Briton


Also found in: Thesaurus, Encyclopedia, Wikipedia.

Brit·on

 (brĭt′n)
n.
1. A native or inhabitant of Great Britain.
2. One of a Celtic people inhabiting ancient Britain at the time of the Roman invasion.
3. A member of a Brittonic-speaking people.

[Middle English Britoun, Celt, Briton, from Anglo-Norman Britun, from Latin Brittonēs, Britons, of Celtic origin.]

Briton

(ˈbrɪtən)
n
1. (Peoples) a native or inhabitant of Britain
2. (Government, Politics & Diplomacy) a citizen of the United Kingdom
3. (Historical Terms) history any of the early Celtic inhabitants of S Britain who were largely dispossessed by the Anglo-Saxon invaders after the 5th century ad
[C13: from Old French Breton, from Latin Britto, of Celtic origin]

Brit•on

(ˈbrɪt n)

n.
1. a native, inhabitant, or citizen of Great Britain or the United Kingdom.
2. a member of any of the Celtic-speaking peoples inhabiting Britain S of the Firth of Clyde and Firth of Forth before the Germanic invasions of the 5th century a.d.
[1250–1300; Middle English Breton < Old French < Late Latin Brittōnēs Britons]

Britain

BritishBriton
1. 'Britain'

Britain or Great Britain consists of England, Scotland, and Wales. The United Kingdom consists of England, Scotland, Wales, and Northern Ireland. The British Isles refers to Britain, Ireland, and all the smaller islands around the coast.

2. 'British'

The nationality of someone from the United Kingdom is British, although some people prefer to call themselves English, Scottish, Welsh, or Northern Irish. It is incorrect and may cause offence to call all British people 'English'.

You can refer to all the people who come from Britain as the British.

I don't think the British are good at hospitality.
The British have always displayed a healthy scepticism towards ideas.

The British can also be used to refer to a group of British people, for example the British representatives at an international conference.

The British have made these negotiations more complicated.
The British had come up with a bold and dangerous solution.
3. 'Briton'

In writing, an individual British person can be referred to as a Briton.

The youth, a 17-year-old Briton, was searched and arrested.
ThesaurusAntonymsRelated WordsSynonymsLegend:
Noun1.Briton - a native or inhabitant of Great Britain
Great Britain, GB - an island comprising England and Scotland and Wales
European - a native or inhabitant of Europe
English person - a native or inhabitant of England
patrial - a person who has the right to be considered legally a British citizen (by virtue of the birth of a parent or grandparent)
2.Briton - an inhabitant of southern Britain prior to the Anglo-Saxon invasions
Celt, Kelt - a member of a European people who once occupied Britain and Spain and Gaul prior to Roman times
Adj.1.Briton - characteristic of or associated with the Britons; "the Briton inhabitants of England"

Briton

noun Brit (informal), limey (U.S. & Canad. slang), Britisher, pommy or pom (Austral. & N.Z. slang), Anglo-Saxon The three men, one Briton, are said to be close to death.
Translations
Brit
britti
BrytyjczykBrytyjka
britt

Briton

[ˈbrɪtən] Nbritánico/a m/f; (loosely) → inglés/esa m/f

Briton

[ˈbrɪtən] nBritannique mf

Briton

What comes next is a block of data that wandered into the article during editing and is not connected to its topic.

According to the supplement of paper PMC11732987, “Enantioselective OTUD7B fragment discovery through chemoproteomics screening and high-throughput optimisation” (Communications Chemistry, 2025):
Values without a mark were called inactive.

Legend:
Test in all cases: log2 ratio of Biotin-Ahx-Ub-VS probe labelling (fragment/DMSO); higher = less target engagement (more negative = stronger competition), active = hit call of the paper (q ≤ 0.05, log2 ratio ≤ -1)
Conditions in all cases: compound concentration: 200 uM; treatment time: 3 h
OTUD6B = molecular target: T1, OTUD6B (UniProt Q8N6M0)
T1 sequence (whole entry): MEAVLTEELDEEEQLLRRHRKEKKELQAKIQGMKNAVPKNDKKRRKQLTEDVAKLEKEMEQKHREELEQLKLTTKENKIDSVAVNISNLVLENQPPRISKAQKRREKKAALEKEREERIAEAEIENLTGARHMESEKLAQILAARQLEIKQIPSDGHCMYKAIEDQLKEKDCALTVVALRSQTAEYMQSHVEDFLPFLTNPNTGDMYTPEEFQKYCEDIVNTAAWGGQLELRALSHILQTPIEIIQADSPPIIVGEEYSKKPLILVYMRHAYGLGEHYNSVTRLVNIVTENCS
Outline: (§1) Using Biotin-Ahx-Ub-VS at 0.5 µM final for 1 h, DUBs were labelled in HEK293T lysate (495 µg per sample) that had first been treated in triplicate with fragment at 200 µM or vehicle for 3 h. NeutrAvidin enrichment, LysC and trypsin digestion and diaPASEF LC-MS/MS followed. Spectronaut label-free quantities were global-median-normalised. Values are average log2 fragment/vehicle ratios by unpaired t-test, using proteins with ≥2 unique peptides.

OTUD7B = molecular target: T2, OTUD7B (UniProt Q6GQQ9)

nBrite m, → Britin f

Briton

[ˈbrɪtən] ninglese m/f, britannico/a
References in classic literature ?
Then he flattered himself that he looked like a true Briton, but the first time he had the mud cleaned off his shoes, the little bootblack knew that an American stood in them, and said, with a grin, "There yer har, sir.
It is now nearly two centuries and a quarter since the original Briton, the earliest emigrant of my name, made his appearance in the wild and forest -- bordered settlement which has since become a city.
He was a true Briton, and hoped there were many like him.
The places to which you, as a smug Briton, may or may not take a lady
Upon the slightest and most unreasonable pretences, as well as upon accusations the most absurd and groundless, their persons and property were exposed to every turn of popular fury; for Norman, Saxon, Dane, and Briton, however adverse these races were to each other, contended which should look with greatest detestation upon a people, whom it was accounted a point of religion to hate, to revile, to despise, to plunder, and to persecute.
From then on Condon cultivated the youthful Briton.
A very handsome young Briton he looked to- day, in high spirits and a bright-blue frock-coat, the highest mode--his arm no longer in a sling.
While the fiery and magnificent Spaniard, inflamed with the mania for gold, has extended his discoveries and conquests over those brilliant countries scorched by the ardent sun of the tropics, the adroit and buoyant Frenchman, and the cool and calculating Briton, have pursued the less splendid, but no less lucrative, traffic in furs amidst the hyperborean regions of the Canadas, until they have advanced even within the Arctic Circle.
Lord Deepmere carried off such embarrassment as might be incidental to this unexpected encounter with the inferior grace of a male and a Briton.
Neither responsibility could in fact have been fixed upon him, and just now, at all events, he was only a pleasant weather-washed wind-battered Briton, who brought in from a struggle with the elements that he appeared quite to have enjoyed a certain amount of unremoved mud and an unusual quantity of easy expression.
If a man like your brother likes to go into Parliament as a yeoman or a gentleman or a Jacobite or an Ancient Briton, I should say it would be a jolly good thing.
On the other hand, if you showed an Ancient Briton a revolver, I doubt if he would know it was a weapon-- until it was fired into him, of course.